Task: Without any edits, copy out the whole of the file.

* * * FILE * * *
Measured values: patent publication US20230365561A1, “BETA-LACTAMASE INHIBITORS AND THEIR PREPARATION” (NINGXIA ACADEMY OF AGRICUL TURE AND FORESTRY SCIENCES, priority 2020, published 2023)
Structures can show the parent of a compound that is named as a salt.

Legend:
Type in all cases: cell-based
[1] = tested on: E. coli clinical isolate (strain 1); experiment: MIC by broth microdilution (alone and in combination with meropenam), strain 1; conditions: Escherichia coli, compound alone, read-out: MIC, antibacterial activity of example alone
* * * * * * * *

Measured values: patent publication US20230365561A1, “BETA-LACTAMASE INHIBITORS AND THEIR PREPARATION” (NINGXIA ACADEMY OF AGRICUL TURE AND FORESTRY SCIENCES, priority 2020, published 2023)
Structures can show the parent of a compound that is named as a salt.

Legend:
Type in all cases: cell-based
[1] = tested on: E. coli clinical isolate (strain 1); experiment: MIC by broth microdilution (alone and in combination with meropenam), strain 1; conditions: Escherichia coli, compound alone, read-out: MIC, antibacterial activity of example alone